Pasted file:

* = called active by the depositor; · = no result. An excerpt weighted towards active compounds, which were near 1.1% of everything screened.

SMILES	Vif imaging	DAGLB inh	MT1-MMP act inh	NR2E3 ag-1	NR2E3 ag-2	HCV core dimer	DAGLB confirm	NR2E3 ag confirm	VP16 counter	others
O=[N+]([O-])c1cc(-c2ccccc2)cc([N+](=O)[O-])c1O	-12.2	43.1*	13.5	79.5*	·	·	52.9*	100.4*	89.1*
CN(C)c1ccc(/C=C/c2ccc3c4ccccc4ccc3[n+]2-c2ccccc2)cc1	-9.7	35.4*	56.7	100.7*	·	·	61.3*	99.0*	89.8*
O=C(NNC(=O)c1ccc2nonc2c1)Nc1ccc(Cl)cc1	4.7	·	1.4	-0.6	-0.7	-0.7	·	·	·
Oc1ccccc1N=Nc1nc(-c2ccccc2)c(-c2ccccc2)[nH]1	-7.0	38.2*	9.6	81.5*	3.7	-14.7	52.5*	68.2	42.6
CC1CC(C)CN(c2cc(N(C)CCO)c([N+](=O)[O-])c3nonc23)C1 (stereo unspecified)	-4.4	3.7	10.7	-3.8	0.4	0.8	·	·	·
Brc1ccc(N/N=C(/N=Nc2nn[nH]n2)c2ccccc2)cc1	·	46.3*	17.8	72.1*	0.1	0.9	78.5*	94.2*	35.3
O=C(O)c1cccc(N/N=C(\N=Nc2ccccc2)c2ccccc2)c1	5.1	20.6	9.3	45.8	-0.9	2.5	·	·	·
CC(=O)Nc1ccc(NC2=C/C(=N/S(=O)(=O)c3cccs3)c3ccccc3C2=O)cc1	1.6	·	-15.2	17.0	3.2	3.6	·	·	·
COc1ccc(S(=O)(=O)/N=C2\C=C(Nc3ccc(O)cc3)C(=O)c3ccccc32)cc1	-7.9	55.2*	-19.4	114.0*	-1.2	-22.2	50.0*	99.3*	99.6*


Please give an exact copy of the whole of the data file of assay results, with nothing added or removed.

* = called active by the depositor; · = no result. An excerpt weighted towards active compounds, which were near 1.1% of everything screened.

SMILES	Vif imaging	DAGLB inh	MT1-MMP act inh	NR2E3 ag-1	NR2E3 ag-2	HCV core dimer	DAGLB confirm	NR2E3 ag confirm	VP16 counter	others
O=[N+]([O-])c1cc(-c2ccccc2)cc([N+](=O)[O-])c1O	-12.2	43.1*	13.5	79.5*	·	·	52.9*	100.4*	89.1*
CN(C)c1ccc(/C=C/c2ccc3c4ccccc4ccc3[n+]2-c2ccccc2)cc1	-9.7	35.4*	56.7	100.7*	·	·	61.3*	99.0*	89.8*
O=C(NNC(=O)c1ccc2nonc2c1)Nc1ccc(Cl)cc1	4.7	·	1.4	-0.6	-0.7	-0.7	·	·	·
Oc1ccccc1N=Nc1nc(-c2ccccc2)c(-c2ccccc2)[nH]1	-7.0	38.2*	9.6	81.5*	3.7	-14.7	52.5*	68.2	42.6
CC1CC(C)CN(c2cc(N(C)CCO)c([N+](=O)[O-])c3nonc23)C1 (stereo unspecified)	-4.4	3.7	10.7	-3.8	0.4	0.8	·	·	·
Brc1ccc(N/N=C(/N=Nc2nn[nH]n2)c2ccccc2)cc1	·	46.3*	17.8	72.1*	0.1	0.9	78.5*	94.2*	35.3
O=C(O)c1cccc(N/N=C(\N=Nc2ccccc2)c2ccccc2)c1	5.1	20.6	9.3	45.8	-0.9	2.5	·	·	·
CC(=O)Nc1ccc(NC2=C/C(=N/S(=O)(=O)c3cccs3)c3ccccc3C2=O)cc1	1.6	·	-15.2	17.0	3.2	3.6	·	·	·
COc1ccc(S(=O)(=O)/N=C2\C=C(Nc3ccc(O)cc3)C(=O)c3ccccc32)cc1	-7.9	55.2*	-19.4	114.0*	-1.2	-22.2	50.0*	99.3*	99.6*